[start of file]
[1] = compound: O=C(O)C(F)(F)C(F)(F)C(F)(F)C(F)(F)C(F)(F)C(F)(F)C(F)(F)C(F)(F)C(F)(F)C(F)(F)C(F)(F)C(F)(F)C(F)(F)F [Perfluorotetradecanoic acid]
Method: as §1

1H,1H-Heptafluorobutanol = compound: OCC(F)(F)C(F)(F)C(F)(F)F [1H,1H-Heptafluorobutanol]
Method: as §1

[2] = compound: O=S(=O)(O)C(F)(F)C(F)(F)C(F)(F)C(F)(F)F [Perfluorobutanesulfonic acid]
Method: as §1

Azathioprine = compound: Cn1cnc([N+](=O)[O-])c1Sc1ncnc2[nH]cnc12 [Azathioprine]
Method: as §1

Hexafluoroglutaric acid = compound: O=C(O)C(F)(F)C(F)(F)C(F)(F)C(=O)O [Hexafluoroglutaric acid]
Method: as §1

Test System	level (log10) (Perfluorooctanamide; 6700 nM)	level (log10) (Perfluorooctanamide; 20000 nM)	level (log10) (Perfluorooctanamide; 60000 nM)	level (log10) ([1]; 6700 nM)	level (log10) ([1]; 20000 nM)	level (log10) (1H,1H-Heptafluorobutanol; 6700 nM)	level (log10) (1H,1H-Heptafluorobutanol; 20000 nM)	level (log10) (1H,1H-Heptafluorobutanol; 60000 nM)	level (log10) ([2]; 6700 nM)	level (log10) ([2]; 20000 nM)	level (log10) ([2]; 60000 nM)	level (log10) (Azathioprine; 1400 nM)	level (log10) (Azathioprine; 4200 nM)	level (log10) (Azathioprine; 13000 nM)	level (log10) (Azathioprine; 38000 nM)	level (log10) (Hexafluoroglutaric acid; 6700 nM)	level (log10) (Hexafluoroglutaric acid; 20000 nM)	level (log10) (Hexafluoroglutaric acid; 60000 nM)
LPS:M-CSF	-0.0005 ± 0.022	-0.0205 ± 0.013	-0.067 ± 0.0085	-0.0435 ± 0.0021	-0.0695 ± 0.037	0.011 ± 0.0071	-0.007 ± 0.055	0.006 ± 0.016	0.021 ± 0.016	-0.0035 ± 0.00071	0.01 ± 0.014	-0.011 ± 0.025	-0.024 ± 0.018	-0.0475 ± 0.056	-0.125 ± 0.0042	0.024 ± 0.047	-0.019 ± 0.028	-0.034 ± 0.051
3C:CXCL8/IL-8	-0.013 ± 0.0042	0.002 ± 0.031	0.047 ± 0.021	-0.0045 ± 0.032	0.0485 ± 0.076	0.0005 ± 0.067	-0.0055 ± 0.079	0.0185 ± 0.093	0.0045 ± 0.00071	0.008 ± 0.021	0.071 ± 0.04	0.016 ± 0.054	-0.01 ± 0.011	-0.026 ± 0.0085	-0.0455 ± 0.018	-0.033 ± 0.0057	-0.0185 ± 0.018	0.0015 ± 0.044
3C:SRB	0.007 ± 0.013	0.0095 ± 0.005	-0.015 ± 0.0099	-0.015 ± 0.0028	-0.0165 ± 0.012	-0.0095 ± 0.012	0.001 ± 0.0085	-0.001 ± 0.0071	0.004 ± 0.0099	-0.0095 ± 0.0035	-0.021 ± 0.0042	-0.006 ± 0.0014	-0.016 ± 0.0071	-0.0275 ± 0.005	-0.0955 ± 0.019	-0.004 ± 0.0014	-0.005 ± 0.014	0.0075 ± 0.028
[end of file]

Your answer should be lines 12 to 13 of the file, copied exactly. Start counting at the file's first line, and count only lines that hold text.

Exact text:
LPS:M-CSF	-0.0005 ± 0.022	-0.0205 ± 0.013	-0.067 ± 0.0085	-0.0435 ± 0.0021	-0.0695 ± 0.037	0.011 ± 0.0071	-0.007 ± 0.055	0.006 ± 0.016	0.021 ± 0.016	-0.0035 ± 0.00071	0.01 ± 0.014	-0.011 ± 0.025	-0.024 ± 0.018	-0.0475 ± 0.056	-0.125 ± 0.0042	0.024 ± 0.047	-0.019 ± 0.028	-0.034 ± 0.051
3C:CXCL8/IL-8	-0.013 ± 0.0042	0.002 ± 0.031	0.047 ± 0.021	-0.0045 ± 0.032	0.0485 ± 0.076	0.0005 ± 0.067	-0.0055 ± 0.079	0.0185 ± 0.093	0.0045 ± 0.00071	0.008 ± 0.021	0.071 ± 0.04	0.016 ± 0.054	-0.01 ± 0.011	-0.026 ± 0.0085	-0.0455 ± 0.018	-0.033 ± 0.0057	-0.0185 ± 0.018	0.0015 ± 0.044